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- Americans for Prosperity ad attacks N.H. Sen. Jeanne Shaheen’s Obamacare vote
- Senate races are close in Southern states, poll shows
- Texas A&M kicks off FAA-backed drone tests for business ventures
- Bad loser: ‘Call of Duty’ gamer calls in SWAT team on teen who won
- Sen. Rand Paul: Limited Washington experience isn’t always bad
- Ben Sasse scores Sen. Ted Cruz’s endorsement for Nebraska Senate primary
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- Gabby Giffords’ gun control push gets high-profile speaker: Bill Clinton
- Tony Blair to warn West: Take sides against radical Islam
Redskins aren’t only game now
The Redskins have been Washington’s top sporting dog since Sonny Jurgensen was a boy, or at least a carrot-topped quarterback tossing touchdown passes. But now that dominance could be nearing an end.
Redskins uber alles? Maybe, just maybe, not much longer.
All of a sudden, after 34 dreary years without, we’ve got a real, live major league baseball team. (Though not much longer, hopefully, a team owned by Major League Baseball.)
Not only that, the Nationals are in first place as the season sneaks up on the halfway point. They may not stay there, but even so they’ve already provided enough thrills and chills for a full season. If you don’t believe it, just tune in whenever closer Chad Cordero is working.
Couple this with the Wizards’ strong improvement last season, and you have a sports scene where the Redskins won’t automatically be on the minds of every fan hereabouts 12 months a year.
Consider: If the Nats are in or out of first place by a game on Sept.19, will the Redskins’ Monday nighter at Dallas seem quite the be-all and end-all it has in the past?
I don’t know about you, but I’m seeing a lot more Nats caps and other gear around town lately than Redskins stuff. That could change when football season starts, of course, but baseball is back in our thoughts to stay.
Was it only 17 months ago that Joe Gibbs’ return was hailed as the greatest arrival in town since Vince Lombardi’s, or maybe even George Washington’s?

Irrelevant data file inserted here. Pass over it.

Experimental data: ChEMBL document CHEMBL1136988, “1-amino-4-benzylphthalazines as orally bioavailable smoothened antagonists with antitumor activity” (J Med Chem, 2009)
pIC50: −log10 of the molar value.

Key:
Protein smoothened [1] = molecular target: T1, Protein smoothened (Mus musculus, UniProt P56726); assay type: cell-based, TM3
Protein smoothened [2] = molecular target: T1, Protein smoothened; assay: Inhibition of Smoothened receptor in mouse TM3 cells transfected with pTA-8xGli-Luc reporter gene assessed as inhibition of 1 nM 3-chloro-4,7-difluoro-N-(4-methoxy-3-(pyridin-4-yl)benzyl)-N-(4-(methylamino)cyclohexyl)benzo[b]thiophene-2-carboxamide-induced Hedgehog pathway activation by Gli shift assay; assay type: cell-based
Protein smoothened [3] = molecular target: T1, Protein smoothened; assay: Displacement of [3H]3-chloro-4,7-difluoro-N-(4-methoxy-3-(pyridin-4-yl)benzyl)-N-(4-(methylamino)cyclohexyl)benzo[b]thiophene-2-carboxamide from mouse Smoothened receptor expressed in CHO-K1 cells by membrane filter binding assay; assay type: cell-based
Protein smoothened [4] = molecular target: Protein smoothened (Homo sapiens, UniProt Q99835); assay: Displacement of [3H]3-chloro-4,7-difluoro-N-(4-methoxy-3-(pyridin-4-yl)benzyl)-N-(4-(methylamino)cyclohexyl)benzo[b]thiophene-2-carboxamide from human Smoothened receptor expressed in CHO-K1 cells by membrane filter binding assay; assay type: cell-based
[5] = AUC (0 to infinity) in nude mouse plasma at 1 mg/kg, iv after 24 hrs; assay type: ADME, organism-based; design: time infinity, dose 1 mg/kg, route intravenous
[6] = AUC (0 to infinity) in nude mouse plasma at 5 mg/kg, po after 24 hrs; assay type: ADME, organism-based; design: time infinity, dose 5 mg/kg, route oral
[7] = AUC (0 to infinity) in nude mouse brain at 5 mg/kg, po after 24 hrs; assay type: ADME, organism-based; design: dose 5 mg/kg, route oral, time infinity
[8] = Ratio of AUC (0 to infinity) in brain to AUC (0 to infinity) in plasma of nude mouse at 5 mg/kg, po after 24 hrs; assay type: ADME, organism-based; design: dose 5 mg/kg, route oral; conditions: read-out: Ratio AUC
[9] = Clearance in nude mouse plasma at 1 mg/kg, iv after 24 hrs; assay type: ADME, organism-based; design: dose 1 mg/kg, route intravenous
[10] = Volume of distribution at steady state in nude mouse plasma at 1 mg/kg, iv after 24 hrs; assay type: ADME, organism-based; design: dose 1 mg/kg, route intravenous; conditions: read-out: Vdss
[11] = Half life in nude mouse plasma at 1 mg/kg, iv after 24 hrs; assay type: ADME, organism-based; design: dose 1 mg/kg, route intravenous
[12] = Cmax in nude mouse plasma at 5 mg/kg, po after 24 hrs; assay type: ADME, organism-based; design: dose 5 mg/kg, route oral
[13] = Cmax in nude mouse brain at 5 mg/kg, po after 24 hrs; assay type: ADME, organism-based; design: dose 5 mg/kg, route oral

Nowadays, Gibbs is just another coach sweating to turn a losing team into a winner. But, hey, let’s hear it for Frank Robinson.
Eddie Jordan, too, while we’re at it.
It’s been quite awhile — 13 years in fact — since the Redskins deserved automatic applause. The coaching reigns, if that’s the word, of Richie Petitbon, Norv Turner, Marty Schottenheimer, Steve Spurrier and Gibbs II have produced nothing but heartbreak for loyalists who paint their faces burgundy and gold each Sunday during the fall.
In addition, the impulsive and often arrogant behavior of owner Dan Snyder has alienated lots of folks. At least with the Cookes, Jack Kent and John Kent, you knew they were devoted to producing a winner. Perhaps Snyder is, too, but he and we don’t have much to show for it.
As a Redskins watcher of half a century, I hope Gibbs can turn the franchise around. Yet despite his Hall of Fame resume, that’s hardly a given. As we all know, the NFL is a much different animal than it used to be, with free agency, salary caps and multimillionaire jocks. And last season’s 6-10 record gave no indication that an upswing is imminent.
But for now, who cares? Training camp doesn’t open for another month, and we’ve got more important things to worry about than minicamps, LaVar Arrington’s sulks and whether Patrick Ramsey can hold off Jason Campbell at quarterback.
Let’s see …
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- Nevada rancher Cliven Bundy hailed as patriot, ripped as lawless deadbeat
- IRS revokes conservative group's tax-exempt status over anti-Clinton statements: report
- Tactical advantage: Russian military shows off impressive new gear
- Pentagon plans to replace flight crews with 'full-time' robots
- Ministry of Truth: SCOTUS skeptical of law to police campaign 'lies'
- Texas is next! AG warns BLM wants 90,000 acres after Bundy ranch standoff
- America is an oligarchy, not a democracy or republic, university study finds
- EDITORIAL: Voting with one's feet shows folly of liberal economic policies
- EDITORIAL: Court strikes blow for campus colorblindness on affirmative action
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